Oh, how we love the eggs our backyard hens give us! In my house, we call them butt nuggets, and I reliably gather 4 of them a day. But every once in a while, egg production drops, and sometimes, even completely stops. If you keep hens, at some point, you will ask yourself “Why are my hens not laying?” Read on for 7 causes that might be affecting your flock!
If you have never gotten an egg from your hen, it’s possible she’s too young. If she has slowed a bit, or completely stopped, it’s possible she’s old.
A hen will usually start laying at around 6 months. A good layer produces about 20 dozen eggs her first year. In the 2nd year, she will produce 16-18 dozen. And so on, with about a 20% reduction each year. A hen can live to up to 15 years old, but usually, at around age 3, you’ll notice a significant egg reduction. Commercially, hens are kept until about 2 years old.
Personally, I prefer it 55 degrees to 78 degrees. Any colder or any warmer, and there is a likely chance I’m not happy. Hen’s are similar. Most hens lay best between 45-80 degrees. Any colder or hotter, you might see your egg production drop. I’m starting to see the high 90s on my urban farm, and that temperature show- the hens don’t lay much. Which I don’t blame them- who’d want to sit in a hot box and push out an egg?!
The internal egg clock inside a hen is cued by the length of daylight hours. Once the season change and daylight hours drop below 14 hours, egg production slows, sometimes to a complete stop. I have found that younger layers seem to be less affected by daylight hours than older birds.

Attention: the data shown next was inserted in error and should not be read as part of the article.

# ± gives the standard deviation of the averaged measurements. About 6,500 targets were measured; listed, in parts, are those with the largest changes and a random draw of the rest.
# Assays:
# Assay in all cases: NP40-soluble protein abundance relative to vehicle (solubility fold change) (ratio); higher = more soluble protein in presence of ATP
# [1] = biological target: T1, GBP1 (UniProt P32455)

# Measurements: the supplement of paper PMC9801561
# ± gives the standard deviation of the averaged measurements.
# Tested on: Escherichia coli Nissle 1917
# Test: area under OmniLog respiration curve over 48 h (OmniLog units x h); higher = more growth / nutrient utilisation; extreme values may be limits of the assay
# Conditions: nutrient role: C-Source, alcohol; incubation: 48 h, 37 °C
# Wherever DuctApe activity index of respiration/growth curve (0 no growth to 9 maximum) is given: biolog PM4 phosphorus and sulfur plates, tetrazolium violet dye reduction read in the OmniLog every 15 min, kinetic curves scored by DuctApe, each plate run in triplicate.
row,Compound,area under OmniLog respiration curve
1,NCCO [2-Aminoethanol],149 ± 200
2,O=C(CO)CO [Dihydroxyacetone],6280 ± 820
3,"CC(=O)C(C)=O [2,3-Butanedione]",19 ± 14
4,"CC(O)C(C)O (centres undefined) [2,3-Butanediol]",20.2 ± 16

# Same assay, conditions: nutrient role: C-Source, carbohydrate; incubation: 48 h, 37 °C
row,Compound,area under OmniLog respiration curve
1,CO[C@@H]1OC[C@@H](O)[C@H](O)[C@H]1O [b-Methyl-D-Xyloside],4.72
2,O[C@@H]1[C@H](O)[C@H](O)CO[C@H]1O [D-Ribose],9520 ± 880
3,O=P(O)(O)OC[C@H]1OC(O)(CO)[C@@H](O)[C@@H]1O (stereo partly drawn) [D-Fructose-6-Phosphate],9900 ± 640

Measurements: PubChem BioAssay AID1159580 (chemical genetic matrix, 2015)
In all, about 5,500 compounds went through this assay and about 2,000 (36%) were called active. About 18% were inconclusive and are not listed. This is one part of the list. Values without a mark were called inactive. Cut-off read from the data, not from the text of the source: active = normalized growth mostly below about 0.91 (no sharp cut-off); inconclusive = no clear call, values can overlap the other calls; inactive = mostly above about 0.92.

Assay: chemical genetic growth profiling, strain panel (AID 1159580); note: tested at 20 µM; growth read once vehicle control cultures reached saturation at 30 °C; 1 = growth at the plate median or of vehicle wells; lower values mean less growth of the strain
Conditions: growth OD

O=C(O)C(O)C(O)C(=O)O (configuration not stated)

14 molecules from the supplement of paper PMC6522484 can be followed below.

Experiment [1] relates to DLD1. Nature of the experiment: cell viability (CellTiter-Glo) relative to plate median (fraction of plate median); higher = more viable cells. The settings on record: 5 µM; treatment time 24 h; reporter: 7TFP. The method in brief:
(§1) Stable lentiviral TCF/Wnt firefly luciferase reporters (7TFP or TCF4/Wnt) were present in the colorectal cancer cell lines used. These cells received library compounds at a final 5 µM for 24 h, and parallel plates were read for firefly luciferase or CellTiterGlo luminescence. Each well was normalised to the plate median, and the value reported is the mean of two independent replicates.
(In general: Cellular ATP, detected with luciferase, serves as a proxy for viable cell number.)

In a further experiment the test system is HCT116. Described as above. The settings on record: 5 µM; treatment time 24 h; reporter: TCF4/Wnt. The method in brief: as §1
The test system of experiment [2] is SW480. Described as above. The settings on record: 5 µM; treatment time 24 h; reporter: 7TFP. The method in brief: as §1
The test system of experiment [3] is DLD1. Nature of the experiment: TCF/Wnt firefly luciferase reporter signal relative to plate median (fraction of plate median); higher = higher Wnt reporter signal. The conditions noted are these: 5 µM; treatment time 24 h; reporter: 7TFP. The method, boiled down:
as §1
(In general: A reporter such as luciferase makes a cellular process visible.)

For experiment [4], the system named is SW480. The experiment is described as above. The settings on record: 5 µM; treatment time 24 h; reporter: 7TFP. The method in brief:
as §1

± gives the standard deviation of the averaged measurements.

You can extend the daylight by lighting the coop at night, but keep in mind you are disrupting the natural cycle and period of rest. Chickens need 6-8 hours of rest a day.
Have you ever gone out to your coop and found an explosion of feathers? Once you get past the fear that a hen was attacked, you realize that your ladies are molting. This is a natural stage of a chicken’s life and is the process of growing new feathers. Molting takes lots of energy and she usually won’t lay during this time. The first molt is around 18 months old, then happens yearly or so. Some birds molt fast, just a few weeks, some take 2-3 months.
General Health & Stress
Just like when we are sick, we aren’t able to work- or at least, we aren’t very productive. The same is for animals. If a hen is sick, bullied, diseased or malnourished, her production will obviously also be affected. A predator scare, relocation, or other change can also stress them out, setting them off schedule for a few days.
A hen might be otherwise healthy, but not getting enough protein, so make sure to switch to a food meant for layers and not chicks. Good animal husbandry makes happy, healthy hens but it also makes for a higher egg production.
Going Broody or Raising Chicks
If your hen goes broody, she will stop laying; sometimes for months. This is why you may hear or read about chicken keepers trying to “break” their hens from being broody. If she does sit and hatch a clutch, egg production also stops until the chicks are adult enough to not need her, usually a few months.
I wrote a whole post on the broody process, and how to break broody hens here.
The Breed of Hen
If your hen isn’t laying and she’s healthy and fit and all that other stuff, it could be just because of her breed. Some breeds are known for being excellent layers, such as the breed kept commercial- Leghorns. Others are known for being poor, such as the fancy feathered, mop-head Polish. However, in the past, I have one Leghorn who’s just mediocre, and I had an easter-egger that only laid maybe 5 times a year. Sometimes it’s just the individual bird.
My current flock is made up of a Red Sex-Link (Scarlet) an easter-egger (Anne-Marie), an olive-egger (Bertha), and a Copper Maran mix (Althea), and they are all excellent layers.
How are your chickens laying this year? Any factors that I missed that you find contribute to how many eggs your ladies produce? Leave me a comment and let me know!